# Division (mathematics)

In mathematics, especially in elementary arithmetic, division is an arithmetic operation which is the reverse operation of multiplication, and sometimes it can be interpreted as repeated subtraction.

Specifically, if

a × b = c,

where b is not zero, then

a = c ÷ b

(read as "c divided by b"). For instance, 6 ÷ 3 = 2 since 2 × 3 = 6.

In the above expression, a is called the quotient, b the divisor and c the dividend.

The expression c ÷ b is also written "c/b" (read "c over b"), especially in higher mathematics (including applications to science and engineering) and in computer programming languages. This form is also often used as the final form of a fraction, without any implication that it needs to be evaluated further.

In most non-English languages, c ÷ b is written c : b. In English usage the colon is restricted to the related concept of ratios.

Division by zero is usually not defined.

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## Computing division

With a knowledge of multiplication tables, two integers can be divided on paper using the method of long division. If the dividend has a fractional part (expressed as a decimal fraction), one can continue the algorithm past the ones place as far as desired. If the divisor has a fractional part, one can restate the problem by moving the decimal to the right in both numbers until the divisor has no fraction.

Division can be calculated with an abacus by repeatedly placing the dividend on the abacus, and then subtracting the divisor the offset of each digit in the result, counting the number of divisions possible at each offset.

In modular arithmetic, some numbers have a multiplicative inverse with respect to the modulus. In such a case, division can be calculated by multiplication. This approach is useful in computers that do not have a fast division instruction.

## Division of integers

Division of integers is not closed. Apart from division by zero being undefined, the quotient will not be an integer unless the dividend is an integer multiple of the divisor; for example 26 cannot be divided by 10 to give an integer. In such a case there are four possible approaches.

1. Say that 26 cannot be divided by 10.
2. Give the answer as a decimal fraction or a mixed number, so 26 ÷ 10 = 2.6 or [itex]26 / 10 = 2\frac{3}{5}[itex]. This is the approach usually taken in mathematics.
3. Give the answer as a quotient and a remainder, so 26 ÷ 10 = 2 remainder 6.
4. Give the quotient as the answer, so 26 ÷ 10 = 2. This is sometimes called integer division.

One has to be careful when performing division of integers in a computer program. Some programming languages, such as C, will treat division of integers as in case 4 above, so the answer will be an integer. Other languages, such as MATLAB, will first convert the integers to real numbers, and then give a real number as the answer, as in case 2 above.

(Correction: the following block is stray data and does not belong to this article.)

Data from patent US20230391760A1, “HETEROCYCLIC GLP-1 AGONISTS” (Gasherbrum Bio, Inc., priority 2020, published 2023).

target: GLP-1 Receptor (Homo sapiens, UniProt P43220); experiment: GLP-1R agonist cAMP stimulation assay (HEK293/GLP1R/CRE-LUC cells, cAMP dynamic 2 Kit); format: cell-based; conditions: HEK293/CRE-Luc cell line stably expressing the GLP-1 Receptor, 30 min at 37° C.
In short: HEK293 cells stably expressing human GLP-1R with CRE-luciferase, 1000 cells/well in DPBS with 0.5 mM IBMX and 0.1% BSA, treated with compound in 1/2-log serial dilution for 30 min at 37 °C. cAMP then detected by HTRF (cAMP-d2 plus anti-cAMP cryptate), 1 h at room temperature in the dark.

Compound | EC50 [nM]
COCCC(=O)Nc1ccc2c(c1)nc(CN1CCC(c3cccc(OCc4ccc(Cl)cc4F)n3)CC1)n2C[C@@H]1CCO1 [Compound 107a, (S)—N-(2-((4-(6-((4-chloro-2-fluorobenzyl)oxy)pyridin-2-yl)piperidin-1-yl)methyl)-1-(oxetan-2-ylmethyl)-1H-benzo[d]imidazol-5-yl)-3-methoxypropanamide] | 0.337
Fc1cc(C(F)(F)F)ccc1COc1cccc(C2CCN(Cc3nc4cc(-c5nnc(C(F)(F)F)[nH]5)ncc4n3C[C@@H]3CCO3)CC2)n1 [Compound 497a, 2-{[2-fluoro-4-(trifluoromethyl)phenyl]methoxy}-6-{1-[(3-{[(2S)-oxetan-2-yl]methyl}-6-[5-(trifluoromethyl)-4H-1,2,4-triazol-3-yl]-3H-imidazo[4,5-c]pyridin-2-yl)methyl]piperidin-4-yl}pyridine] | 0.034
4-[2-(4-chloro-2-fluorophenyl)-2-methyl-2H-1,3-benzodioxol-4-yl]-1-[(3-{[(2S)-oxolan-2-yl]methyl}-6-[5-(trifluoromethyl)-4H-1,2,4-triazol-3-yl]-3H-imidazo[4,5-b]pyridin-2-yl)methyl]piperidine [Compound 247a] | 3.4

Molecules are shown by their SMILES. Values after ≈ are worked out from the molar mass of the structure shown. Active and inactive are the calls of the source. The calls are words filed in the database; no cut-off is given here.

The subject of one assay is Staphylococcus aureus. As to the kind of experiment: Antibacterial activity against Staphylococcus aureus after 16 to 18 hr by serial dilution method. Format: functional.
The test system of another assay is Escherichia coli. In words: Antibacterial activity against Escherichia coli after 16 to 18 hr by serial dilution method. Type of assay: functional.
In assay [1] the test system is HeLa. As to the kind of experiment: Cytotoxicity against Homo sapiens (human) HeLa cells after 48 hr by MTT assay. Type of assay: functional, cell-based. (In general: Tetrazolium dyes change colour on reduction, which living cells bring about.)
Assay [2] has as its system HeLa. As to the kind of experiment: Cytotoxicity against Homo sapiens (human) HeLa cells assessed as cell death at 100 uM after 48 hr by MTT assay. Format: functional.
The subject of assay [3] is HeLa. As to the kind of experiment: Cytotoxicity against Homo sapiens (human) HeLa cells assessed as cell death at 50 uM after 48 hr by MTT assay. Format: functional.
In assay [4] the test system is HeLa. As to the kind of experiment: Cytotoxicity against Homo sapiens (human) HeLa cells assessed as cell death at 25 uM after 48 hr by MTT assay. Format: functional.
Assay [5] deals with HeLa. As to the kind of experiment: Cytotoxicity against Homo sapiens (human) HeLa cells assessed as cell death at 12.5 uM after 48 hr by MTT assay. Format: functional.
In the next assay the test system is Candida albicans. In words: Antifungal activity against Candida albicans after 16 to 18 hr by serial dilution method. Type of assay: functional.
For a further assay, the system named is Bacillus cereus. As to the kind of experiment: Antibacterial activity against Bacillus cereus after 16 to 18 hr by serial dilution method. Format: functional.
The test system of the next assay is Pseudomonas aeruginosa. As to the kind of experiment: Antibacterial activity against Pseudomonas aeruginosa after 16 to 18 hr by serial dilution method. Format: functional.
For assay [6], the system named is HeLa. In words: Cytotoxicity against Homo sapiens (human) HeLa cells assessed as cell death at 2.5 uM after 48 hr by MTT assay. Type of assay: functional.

## Division of rational numbers

The result of dividing two rational numbers is another rational number when the divisor is not 0. We may define division of two rational numbers p/q and r/s by

[itex]{p/q \over r/s} = (p \times s)/(q \times r).[itex]

All four quantities are integers, and only p may be 0. This definition ensures that division is the inverse operation of multiplication.

## Division of real numbers

Division of two real numbers results in another real number when the divisor is not 0. It is defined such a/b = c if and only if a = cb and b ≠ 0.

## Division of complex numbers

Dividing two complex numbers results in another complex number when the divisor is not 0, defined thus:

[itex]{p + iq \over r + is} = {pr + qs \over r^2 + s^2} + i{qr - ps \over r^2 + s^2}.[itex]

All four quantities are real numbers. r and s may not both be 0.

Division for complex numbers expressed in polar form is simpler and easier to remember than the definition above:

[itex]{pe^{iq} \over re^{is}} = {p \over r}e^{i(q - s)}.[itex]

Again all four quantities are real numbers. r may not be 0.

## Division of polynomials

One can define the division operation for polynomials. Then, as in the case of integers, one has a remainder. See polynomial long division.

## Division in abstract algebra

In abstract algebras such as matrix algebras and quaternion algebras, fractions such as [itex]{a \over b}[itex] are typically defined as [itex]a \cdot {1 \over b}[itex] or [itex]a \cdot b^{-1}[itex] where [itex]b[itex] is presumed to be an invertible element (i.e. there exists a multiplicative inverse [itex]b^{-1}[itex] such that [itex]bb^{-1} = b^{-1}b = 1[itex] where [itex]1[itex] is the multiplicative identity). In an integral domain where such elements may not exist, division can still be performed on equations of the form [itex]ab = ac[itex] or [itex]ba = ca[itex] by left or right cancellation, respectively. More generally "division" in the sense of "cancellation" can be done in any ring with the aforementioned cancellation properties. By a theorem of Wedderburn, all finite division rings are fields, hence every nonzero element of such a ring is invertible, so division by any nonzero element is possible in such a ring. To learn about when algebras (in the technical sense) have a division operation, refer to the page on division algebras. In particular Bott periodicity can be used to show that any real normed division algebra must be isomorphic to either the real numbers R, the complex numbers C, the quaternions H, or the octonions O.

## Division and calculus

The derivative of the quotient of two functions is given by the quotient rule:

[itex]\left({f \over g}\right)' = {f'g - fg' \over g^2}.[itex]

There is no general method to integrate the quotient of two functions.

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